Make space for it though. Long term you won’t regret it if you do, you will if you don’t. As a competitor will focus on it and make it a key selling point against you.


Q> And more specifically, how can a company hold onto the benefits of long-term brand building when it needs to be shifting and adapting in order to be relevant to our fast-moving cultural conversations? 

Andrew> You have to move slow and fast at the same time. Consistency and change must be concurrent. The core of the business, the brand at the centre needs to move slowly and provide consistency to the entire organisation. To offer strong leadership, ordinance and trust. But the edges of the business, where it touches consumers, need to move faster alongside the pace of culture. That builds relevance, insight and improvement. 

These are the bookends of creative services for me. Brand and Content. Brand that is the moral guidance system for the business in change, and Content that keeps it moving in real time amongst all that change. I say bookends, but they are really connected. What happens in the fast change of content feeds into the slow change of brand.


Q> In 2007 you founded Work Club, aimed at changing the way the digital industry worked. Looking back, do you feel you’ve accomplished that goal?

Andrew> I co-founded it! There were lots of us in that Club. We started on a path that I still follow today, and did some impressive and innovative things that broke new ground. We explored and showed how digitally-led creative thinking can fundamentally transform a way of working, not just change where you put cheaper advertising assets.

What I learned is what I really already knew but on a larger scale. To quote John Hegarty, ‘advertising is 80% idea but also 80% execution’. The same is true in business transformation. You can imagine a future, but unless you can deliver and run it, it won’t ever materialise and therefore - what is that really worth?

That’s why I work at Deloitte today, because you need to be able to use technology and operations and cultural change and analytics and data and governance and lots of other things to really deliver and run a future you imagine. By adding creativity to consultancy, I think you have the best chance of doing that, at scale, and with real positive impact on society.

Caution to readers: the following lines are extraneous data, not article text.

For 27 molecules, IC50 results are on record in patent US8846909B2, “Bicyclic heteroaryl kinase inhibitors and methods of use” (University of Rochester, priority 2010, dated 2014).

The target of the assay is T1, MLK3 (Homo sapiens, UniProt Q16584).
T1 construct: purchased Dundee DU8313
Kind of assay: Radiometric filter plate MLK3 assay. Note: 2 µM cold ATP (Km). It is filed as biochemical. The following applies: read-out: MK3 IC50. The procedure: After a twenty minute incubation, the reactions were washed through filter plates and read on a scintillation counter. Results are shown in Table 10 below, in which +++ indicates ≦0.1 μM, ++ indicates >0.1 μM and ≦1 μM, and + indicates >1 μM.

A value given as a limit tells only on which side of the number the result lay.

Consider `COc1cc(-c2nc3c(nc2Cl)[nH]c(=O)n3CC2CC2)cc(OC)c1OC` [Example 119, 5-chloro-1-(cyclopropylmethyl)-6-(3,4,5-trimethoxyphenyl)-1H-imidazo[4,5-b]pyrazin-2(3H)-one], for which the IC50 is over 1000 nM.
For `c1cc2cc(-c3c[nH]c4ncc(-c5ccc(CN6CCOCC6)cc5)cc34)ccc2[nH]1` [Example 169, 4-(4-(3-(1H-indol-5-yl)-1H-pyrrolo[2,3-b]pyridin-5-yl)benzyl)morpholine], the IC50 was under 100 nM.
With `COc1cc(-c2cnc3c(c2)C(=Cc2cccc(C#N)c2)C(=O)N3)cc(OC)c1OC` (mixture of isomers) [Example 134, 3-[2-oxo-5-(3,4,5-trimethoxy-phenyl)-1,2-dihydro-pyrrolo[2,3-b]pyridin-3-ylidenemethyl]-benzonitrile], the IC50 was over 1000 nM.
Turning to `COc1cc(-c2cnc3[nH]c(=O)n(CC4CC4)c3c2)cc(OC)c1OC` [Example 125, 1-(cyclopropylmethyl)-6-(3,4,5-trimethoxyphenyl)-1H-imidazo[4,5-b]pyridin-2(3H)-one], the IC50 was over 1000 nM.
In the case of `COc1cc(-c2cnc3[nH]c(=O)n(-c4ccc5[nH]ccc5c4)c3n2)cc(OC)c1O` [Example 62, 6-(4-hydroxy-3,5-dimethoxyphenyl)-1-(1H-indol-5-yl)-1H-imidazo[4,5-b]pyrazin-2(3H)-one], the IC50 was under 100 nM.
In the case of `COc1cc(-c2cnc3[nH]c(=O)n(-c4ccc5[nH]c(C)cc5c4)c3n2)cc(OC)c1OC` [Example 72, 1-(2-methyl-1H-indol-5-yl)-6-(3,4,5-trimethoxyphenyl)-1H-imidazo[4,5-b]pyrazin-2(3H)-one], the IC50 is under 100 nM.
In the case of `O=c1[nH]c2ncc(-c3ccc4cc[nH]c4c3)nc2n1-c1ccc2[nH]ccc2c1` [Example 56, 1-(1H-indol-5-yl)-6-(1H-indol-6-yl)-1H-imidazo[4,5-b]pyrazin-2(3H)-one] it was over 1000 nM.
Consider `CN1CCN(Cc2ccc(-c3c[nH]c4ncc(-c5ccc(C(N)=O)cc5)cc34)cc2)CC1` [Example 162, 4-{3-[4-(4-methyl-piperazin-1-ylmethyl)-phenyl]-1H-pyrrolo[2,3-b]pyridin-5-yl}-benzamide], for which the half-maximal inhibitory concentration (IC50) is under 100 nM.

Q> You’ve said that creativity has a role to play in making businesses ‘more human’. Can you expand on what that means, and why is it an advantage for a business to be more human? 

Andrew> Creativity in business helps address that people are now looking for businesses to be more purposeful, innovative, customer-centric and responsible in how and what they do. And so, if you use creativity to meet this need - through Brand, Ventures, Experience Design, Advertising and Content – you can connect better with your employees/customers and offer better experiences. Those experiences will be better for people, planet, and profit, than those of your competitors. Therefore, your business is going to perform better if you do that. Creativity is a competitive advantage.


Q> And are you optimistic that businesses are already in the process of becoming more human?

Andrew> Yes. There is evidence all around. It’s a journey, we’re travelling it. But you can see shifts in purpose, approach to sustainability, more meaningful experiences, equality, wellness, social responsibility, and positive impact everywhere. All good markers and points of progress.


Q> Finally, we’re at something of a bleak moment in the industry and around the world due to the events of the year so far. But what is currently exciting and inspiring you day-to-day? 

Andrew> Watching Bake Off with my kids, obviously. Or teaching them about bubble gum. However, the most exciting thing for me professionally is the drive for more purposeful business and an understanding that this isn't a counterpoint to a more profitable business. This is opening up richer and much needed focus on societal values and sustainability, responding to the climate crisis and being a responsible business. 

New festivals like The Good Business Festival are directly supporting and addressing this and platforms like B Corps seem to be on the rise. This is really encouraging as we face such difficult challenges ahead, wicked problems in people and planet, that many businesses are now marshalling around to best apply what they do to solve them. Let’s have more of that, and let’s let more creativity in to help drive it.